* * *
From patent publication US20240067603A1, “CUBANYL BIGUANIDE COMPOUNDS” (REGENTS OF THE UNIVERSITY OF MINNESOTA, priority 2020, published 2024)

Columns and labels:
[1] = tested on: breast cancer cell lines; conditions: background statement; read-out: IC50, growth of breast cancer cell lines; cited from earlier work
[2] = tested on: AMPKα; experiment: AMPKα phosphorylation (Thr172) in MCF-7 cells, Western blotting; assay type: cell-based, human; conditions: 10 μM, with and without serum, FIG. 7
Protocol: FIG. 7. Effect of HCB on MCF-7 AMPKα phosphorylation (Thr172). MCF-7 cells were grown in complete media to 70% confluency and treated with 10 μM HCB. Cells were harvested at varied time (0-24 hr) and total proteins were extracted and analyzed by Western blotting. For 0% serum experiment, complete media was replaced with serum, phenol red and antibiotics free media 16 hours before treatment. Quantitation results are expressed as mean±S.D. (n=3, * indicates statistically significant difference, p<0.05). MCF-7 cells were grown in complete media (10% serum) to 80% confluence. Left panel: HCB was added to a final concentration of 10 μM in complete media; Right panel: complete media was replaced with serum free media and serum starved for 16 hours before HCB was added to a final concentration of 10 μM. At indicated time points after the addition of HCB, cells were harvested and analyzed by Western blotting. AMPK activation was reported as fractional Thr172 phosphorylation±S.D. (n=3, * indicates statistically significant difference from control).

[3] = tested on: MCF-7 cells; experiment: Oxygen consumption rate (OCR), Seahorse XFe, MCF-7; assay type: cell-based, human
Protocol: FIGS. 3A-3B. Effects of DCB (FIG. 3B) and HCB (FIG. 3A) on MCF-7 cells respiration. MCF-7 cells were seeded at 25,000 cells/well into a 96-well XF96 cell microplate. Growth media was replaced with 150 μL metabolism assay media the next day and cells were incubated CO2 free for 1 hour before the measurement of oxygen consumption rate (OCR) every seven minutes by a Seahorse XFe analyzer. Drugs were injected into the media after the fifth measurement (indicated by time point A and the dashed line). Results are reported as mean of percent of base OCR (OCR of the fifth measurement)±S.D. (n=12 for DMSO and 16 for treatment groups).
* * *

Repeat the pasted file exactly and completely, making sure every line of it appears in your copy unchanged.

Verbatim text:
From patent publication US20240067603A1, “CUBANYL BIGUANIDE COMPOUNDS” (REGENTS OF THE UNIVERSITY OF MINNESOTA, priority 2020, published 2024)

Columns and labels:
[1] = tested on: breast cancer cell lines; conditions: background statement; read-out: IC50, growth of breast cancer cell lines; cited from earlier work
[2] = tested on: AMPKα; experiment: AMPKα phosphorylation (Thr172) in MCF-7 cells, Western blotting; assay type: cell-based, human; conditions: 10 μM, with and without serum, FIG. 7
Protocol: FIG. 7. Effect of HCB on MCF-7 AMPKα phosphorylation (Thr172). MCF-7 cells were grown in complete media to 70% confluency and treated with 10 μM HCB. Cells were harvested at varied time (0-24 hr) and total proteins were extracted and analyzed by Western blotting. For 0% serum experiment, complete media was replaced with serum, phenol red and antibiotics free media 16 hours before treatment. Quantitation results are expressed as mean±S.D. (n=3, * indicates statistically significant difference, p<0.05). MCF-7 cells were grown in complete media (10% serum) to 80% confluence. Left panel: HCB was added to a final concentration of 10 μM in complete media; Right panel: complete media was replaced with serum free media and serum starved for 16 hours before HCB was added to a final concentration of 10 μM. At indicated time points after the addition of HCB, cells were harvested and analyzed by Western blotting. AMPK activation was reported as fractional Thr172 phosphorylation±S.D. (n=3, * indicates statistically significant difference from control).

[3] = tested on: MCF-7 cells; experiment: Oxygen consumption rate (OCR), Seahorse XFe, MCF-7; assay type: cell-based, human
Protocol: FIGS. 3A-3B. Effects of DCB (FIG. 3B) and HCB (FIG. 3A) on MCF-7 cells respiration. MCF-7 cells were seeded at 25,000 cells/well into a 96-well XF96 cell microplate. Growth media was replaced with 150 μL metabolism assay media the next day and cells were incubated CO2 free for 1 hour before the measurement of oxygen consumption rate (OCR) every seven minutes by a Seahorse XFe analyzer. Drugs were injected into the media after the fifth measurement (indicated by time point A and the dashed line). Results are reported as mean of percent of base OCR (OCR of the fifth measurement)±S.D. (n=12 for DMSO and 16 for treatment groups).